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Remembering Chanie’s journey through the forest

Chanie “Charlie” Wenjack.

It is a name the entire country should now know, though few knew the boy during his 12 short years.

His story was originally told by McLean’s magazine in a cover story by Ian Adams from 1967, after he ran away from the Cecilia Jeffrey Indian Residential School and died in the cold northern Ontario winter October 22 – 50 years ago.

Wenjack’s story is the inspiration behind Tragically Hip front man Gord Downie’s Secret Path graphic novel, album and short film, and Adams’ cover story prompted a public inquiry into the boy’s death that in the end questioned the philosophy and morality of the residential school policy.

Enter Joseph Boyden, and his newly published novella Wenjack (Hamish Hamilton, $12).

The 97-page story with illustrations by celebrated Cree/Irish artist Kent Monkman follows Chanie through the cold forest while empathetic yet indifferent nature watches.

The Manitous, spirits of the forest, come in the form of spider, pike, goose, lynx, and other animals, who watch Chanie as he struggles in the cold, holding fast to memories and images from his home, as the elements slowly take his life.

The animals and boy take turns narrating the story, creating a landscape where man (boy) and nature are fused in antagonism to the government’s education policy that caused Chanie to try the over 600-km trek to his Ojibway community of Ogoki Post.

wenjack“He travels most of the day as we gorge just a little on his blood with our tiny fangs’ pierce, and when he reaches the place where the path divides, he steels himself and hurries along the lake as best he can, reaching the uncle’s cabin by mid-afternoon. But no one is there,” Boyden writes as wood tick.

“Chanie sits on the stoop and waits, staring out at the lake, an east wind rippling it, the wind cold. Weather will change, and it won’t be good.”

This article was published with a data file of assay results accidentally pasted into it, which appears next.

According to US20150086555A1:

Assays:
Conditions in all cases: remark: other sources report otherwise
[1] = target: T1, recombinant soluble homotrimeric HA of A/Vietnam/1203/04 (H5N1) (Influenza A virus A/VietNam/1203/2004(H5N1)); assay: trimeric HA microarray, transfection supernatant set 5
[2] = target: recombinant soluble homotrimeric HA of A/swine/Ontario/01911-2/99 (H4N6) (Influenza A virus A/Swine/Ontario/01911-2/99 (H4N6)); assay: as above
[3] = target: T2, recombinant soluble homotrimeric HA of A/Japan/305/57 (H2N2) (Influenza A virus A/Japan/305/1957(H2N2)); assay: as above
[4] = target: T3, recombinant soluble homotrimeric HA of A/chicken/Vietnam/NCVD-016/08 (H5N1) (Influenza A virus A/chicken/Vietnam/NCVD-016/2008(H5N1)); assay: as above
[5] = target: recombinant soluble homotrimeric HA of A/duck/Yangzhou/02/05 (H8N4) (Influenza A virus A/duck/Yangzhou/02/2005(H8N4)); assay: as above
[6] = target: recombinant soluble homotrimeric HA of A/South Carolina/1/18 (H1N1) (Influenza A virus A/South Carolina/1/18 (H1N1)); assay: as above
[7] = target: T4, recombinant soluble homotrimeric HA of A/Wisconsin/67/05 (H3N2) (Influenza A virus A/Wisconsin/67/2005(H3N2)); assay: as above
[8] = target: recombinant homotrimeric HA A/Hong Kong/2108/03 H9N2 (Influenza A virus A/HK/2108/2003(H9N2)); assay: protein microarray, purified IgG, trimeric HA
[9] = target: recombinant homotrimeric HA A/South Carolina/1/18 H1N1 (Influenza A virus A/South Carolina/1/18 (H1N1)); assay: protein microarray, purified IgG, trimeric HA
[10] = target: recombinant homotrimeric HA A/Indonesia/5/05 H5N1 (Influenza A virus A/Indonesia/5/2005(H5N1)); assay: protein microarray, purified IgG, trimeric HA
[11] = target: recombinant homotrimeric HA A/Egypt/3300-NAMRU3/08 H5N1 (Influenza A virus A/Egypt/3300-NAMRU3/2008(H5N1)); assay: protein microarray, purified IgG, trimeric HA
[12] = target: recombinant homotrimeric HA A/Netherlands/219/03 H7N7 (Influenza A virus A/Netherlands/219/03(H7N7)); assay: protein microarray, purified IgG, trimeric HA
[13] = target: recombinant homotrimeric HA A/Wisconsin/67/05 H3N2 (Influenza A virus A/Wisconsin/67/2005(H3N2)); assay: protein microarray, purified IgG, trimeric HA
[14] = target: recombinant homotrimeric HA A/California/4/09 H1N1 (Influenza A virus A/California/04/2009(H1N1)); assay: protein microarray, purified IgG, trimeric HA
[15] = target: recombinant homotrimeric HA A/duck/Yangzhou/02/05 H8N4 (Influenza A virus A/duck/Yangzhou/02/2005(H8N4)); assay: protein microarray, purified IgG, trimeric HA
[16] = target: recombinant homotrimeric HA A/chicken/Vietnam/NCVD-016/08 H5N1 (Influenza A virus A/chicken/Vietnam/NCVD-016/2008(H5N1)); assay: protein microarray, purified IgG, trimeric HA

The foreboding doom that awaits the young boy is chilling from the opening page. The reader should know how the story ends, but miserable hope guides us on, as we see glimmers of a chance that he might just make it home. It’s a huge success to cause readers to hope against what they already know is going to happen.

Throughout the journey Chanie gives glimpses of what he is running away from.

“The slap of amik (beaver) tail is the slap of teacher across my face,” Boyden writes. “The other children stare at me. I spoke out loud in the class in my tongue because I forgot what Nindede (father) warned me.”

Boyden’s short story is riveting, compelling, tragic and beautiful.

He said in a Globe and Mail interview that it’s some of the strongest writing he has ever done, which is saying a lot, and absolutely true.

From line one, the story takes hold, and doesn’t let go.

“Gimik-wenden-ina? Do you remember? I remember, me.”

An essay and change could be written just about that three-sentence opening. It speaks of survivors. It speaks of history. It speaks of tragedy. It speaks of the country, and it’s a challenge.

Much like The Education of Augie Merasty: a Residential School Memoir (an equally short but powerful read), Wenjack tells the story succinctly avoiding many traps stories of this nature fall into.

Neither book forces melodrama or use gratuitous imagery, but succeed in giving a clear picture of a residential school student’s fear and pain at being taken from home and put in a dangerous and abusive situation.

Both are short, but huge, and are must-reads.

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